In the breakfast area the following mornings, the waiter who helped me most also was another Enrique. When he knew he wasn't going to be at work the next days, he arranged for Rubin to help me. He conveyed ahead of time the Gluten-Free needs and all went very nicely. All were very helpful, gracious people in the dining area here. They recognized the cross-contamination issue and prepared a special omelet or dishes for me. Their GF bread was plain white toast, ordered and toasted at request. They served me 2 bags of small hard cookies for each breakfast. A kind offer but there is so much sugar with these GF cookies for breakfast. The staff was superb about fixing something separate Gluten-Free for me and most pleasant about it. The chef's omelets were delicious and quite large, custom-made. Wonderful.

By contrast, it was a tease seeing a smorgasbord on the regular breakfast buffet offering over a dozen different glutened beautiful breads and more. Dishes of sauces, jams, honey, etc. were not safe for Gluten-Free as I saw people dip into the spreads, touch their breads with the serving spoons or forks and return the serving piece to dishes. Libertador seemed pleased to bring me whatever I asked for so this was a good Gluten-Free place for breakfast.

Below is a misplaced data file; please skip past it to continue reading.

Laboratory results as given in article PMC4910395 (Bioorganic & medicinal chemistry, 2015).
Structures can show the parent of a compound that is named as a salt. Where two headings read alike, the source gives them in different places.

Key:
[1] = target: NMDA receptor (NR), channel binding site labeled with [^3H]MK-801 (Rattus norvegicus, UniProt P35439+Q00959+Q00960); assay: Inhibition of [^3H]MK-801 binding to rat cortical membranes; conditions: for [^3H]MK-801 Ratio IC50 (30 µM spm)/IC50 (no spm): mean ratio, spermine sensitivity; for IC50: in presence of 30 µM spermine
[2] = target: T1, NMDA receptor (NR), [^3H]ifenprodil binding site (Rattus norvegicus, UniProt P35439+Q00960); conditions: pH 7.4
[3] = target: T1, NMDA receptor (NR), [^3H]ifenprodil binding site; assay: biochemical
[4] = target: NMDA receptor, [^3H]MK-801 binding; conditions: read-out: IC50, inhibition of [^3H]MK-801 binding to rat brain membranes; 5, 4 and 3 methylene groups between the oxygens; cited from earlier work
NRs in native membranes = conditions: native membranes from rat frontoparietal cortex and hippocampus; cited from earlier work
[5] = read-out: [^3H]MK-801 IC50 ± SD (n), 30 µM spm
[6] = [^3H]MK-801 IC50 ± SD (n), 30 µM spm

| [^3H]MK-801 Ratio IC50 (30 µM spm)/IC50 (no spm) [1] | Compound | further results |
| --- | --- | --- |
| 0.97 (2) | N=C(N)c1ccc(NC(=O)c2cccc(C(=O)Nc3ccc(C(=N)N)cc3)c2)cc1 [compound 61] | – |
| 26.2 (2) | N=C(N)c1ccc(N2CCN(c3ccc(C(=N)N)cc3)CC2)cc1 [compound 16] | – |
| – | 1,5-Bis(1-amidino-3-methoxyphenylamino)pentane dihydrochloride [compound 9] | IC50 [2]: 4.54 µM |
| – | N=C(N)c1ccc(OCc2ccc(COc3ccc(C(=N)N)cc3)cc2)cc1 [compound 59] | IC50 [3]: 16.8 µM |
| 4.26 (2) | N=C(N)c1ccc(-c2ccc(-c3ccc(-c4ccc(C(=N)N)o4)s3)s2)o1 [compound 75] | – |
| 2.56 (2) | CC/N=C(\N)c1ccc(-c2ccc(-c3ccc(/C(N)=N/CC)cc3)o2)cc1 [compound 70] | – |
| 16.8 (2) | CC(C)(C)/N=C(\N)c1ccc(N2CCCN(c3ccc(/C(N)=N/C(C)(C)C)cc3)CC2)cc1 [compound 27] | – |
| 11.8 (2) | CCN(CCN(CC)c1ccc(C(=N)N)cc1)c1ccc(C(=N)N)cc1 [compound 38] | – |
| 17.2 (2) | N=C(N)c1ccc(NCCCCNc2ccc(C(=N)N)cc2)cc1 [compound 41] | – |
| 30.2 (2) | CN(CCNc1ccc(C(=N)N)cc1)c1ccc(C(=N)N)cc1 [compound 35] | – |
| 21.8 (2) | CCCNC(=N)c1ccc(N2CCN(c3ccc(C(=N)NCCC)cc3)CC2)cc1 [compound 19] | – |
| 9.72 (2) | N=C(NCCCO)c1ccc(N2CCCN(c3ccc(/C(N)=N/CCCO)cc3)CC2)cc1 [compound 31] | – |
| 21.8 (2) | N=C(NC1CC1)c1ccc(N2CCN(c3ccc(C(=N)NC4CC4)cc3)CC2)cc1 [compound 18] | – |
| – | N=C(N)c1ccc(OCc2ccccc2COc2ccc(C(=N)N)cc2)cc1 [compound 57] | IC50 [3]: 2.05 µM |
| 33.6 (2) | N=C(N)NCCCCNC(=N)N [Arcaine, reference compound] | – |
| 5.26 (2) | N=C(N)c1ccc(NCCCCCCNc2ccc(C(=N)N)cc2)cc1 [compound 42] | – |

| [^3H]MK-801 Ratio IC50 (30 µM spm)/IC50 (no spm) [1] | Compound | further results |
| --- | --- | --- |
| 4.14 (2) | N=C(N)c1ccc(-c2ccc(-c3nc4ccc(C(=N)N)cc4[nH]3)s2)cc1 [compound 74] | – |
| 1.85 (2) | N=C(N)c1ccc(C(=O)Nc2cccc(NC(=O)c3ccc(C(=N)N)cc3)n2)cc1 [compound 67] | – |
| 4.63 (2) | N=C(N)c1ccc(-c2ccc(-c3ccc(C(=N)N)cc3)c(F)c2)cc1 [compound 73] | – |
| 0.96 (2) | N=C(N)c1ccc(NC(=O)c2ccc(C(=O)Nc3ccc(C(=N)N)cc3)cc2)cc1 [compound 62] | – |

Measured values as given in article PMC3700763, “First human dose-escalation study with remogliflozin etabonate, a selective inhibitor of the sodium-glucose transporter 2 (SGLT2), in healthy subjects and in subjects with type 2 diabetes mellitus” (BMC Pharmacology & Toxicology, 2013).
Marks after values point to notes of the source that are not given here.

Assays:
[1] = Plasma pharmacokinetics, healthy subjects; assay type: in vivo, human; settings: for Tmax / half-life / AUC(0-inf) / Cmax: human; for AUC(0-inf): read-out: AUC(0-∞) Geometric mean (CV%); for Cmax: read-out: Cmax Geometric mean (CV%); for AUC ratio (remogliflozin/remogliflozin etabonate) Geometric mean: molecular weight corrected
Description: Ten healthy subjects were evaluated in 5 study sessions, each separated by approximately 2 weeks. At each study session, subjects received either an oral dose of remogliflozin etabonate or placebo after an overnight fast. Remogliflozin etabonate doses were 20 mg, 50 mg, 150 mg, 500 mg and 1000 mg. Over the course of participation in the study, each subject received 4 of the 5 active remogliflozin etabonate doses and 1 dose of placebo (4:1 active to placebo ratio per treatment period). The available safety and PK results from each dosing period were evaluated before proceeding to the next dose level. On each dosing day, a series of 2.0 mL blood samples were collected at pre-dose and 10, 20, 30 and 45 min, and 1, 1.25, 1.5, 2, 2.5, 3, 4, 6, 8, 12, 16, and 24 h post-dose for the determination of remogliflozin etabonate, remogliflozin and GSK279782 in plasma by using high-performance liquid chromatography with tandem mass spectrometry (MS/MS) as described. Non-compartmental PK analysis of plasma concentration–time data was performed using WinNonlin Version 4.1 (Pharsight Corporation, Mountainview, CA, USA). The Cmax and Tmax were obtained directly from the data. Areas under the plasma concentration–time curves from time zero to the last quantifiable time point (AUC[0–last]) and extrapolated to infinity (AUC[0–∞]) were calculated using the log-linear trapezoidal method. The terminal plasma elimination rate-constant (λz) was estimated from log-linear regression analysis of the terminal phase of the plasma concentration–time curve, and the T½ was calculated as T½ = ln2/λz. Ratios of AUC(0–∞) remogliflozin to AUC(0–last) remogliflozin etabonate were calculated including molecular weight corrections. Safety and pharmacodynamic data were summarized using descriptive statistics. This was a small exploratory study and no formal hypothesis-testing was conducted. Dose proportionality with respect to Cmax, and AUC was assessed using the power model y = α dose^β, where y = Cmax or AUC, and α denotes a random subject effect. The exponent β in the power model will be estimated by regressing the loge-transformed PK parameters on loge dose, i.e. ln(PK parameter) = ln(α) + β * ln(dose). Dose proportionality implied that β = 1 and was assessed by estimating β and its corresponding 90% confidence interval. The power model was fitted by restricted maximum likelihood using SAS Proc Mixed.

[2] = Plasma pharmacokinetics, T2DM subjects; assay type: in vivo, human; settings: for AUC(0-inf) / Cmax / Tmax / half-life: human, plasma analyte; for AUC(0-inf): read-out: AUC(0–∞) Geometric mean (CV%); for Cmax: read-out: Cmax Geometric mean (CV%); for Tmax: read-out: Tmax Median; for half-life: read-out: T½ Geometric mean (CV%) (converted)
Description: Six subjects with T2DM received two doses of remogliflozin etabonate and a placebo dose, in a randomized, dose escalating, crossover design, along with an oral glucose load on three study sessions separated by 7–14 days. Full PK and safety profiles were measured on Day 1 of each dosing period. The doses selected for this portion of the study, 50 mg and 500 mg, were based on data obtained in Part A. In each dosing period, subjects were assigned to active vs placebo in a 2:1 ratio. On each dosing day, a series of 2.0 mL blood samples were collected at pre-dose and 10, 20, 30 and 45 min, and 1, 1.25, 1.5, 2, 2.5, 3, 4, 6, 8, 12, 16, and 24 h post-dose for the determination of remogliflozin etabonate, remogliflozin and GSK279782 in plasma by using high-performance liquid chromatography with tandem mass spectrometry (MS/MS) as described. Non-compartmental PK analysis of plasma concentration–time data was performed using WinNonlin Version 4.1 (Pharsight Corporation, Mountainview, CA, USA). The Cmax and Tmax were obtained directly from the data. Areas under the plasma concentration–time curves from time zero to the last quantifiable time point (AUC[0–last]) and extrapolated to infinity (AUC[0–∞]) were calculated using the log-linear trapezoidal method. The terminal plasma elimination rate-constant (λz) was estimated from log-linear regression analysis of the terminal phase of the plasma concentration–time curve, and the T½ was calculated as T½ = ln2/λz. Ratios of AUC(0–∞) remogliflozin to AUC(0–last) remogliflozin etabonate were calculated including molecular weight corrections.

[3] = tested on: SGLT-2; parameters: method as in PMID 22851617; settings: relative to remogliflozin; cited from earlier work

It was at this hotel, however, that I got glutened when we ate downstairs in the lounge one late afternoon when their dining area was closed. I ordered risotto which should have been a safe selection. I showed my restaurant card. I was careful about ordering Gluten-Free and tried my best to be sure the waiter understood. The waiter said he understood. Even with best efforts, we don't know fully what happens in the kitchen and on the dish's way to the table. Point made.

To read more about this trip, visit http://glutenfreeglobetrotter.com/2013/05/20/guest-post-glimpse-of-south-america-part-1

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Various Restaurants in Argentina
115 Las Colinas
,
Argentina

1.0 Palms
1.0 Palms
No good gluten free food options on this airline May 29, 2013
reviewer: Celiac_Travel from , VA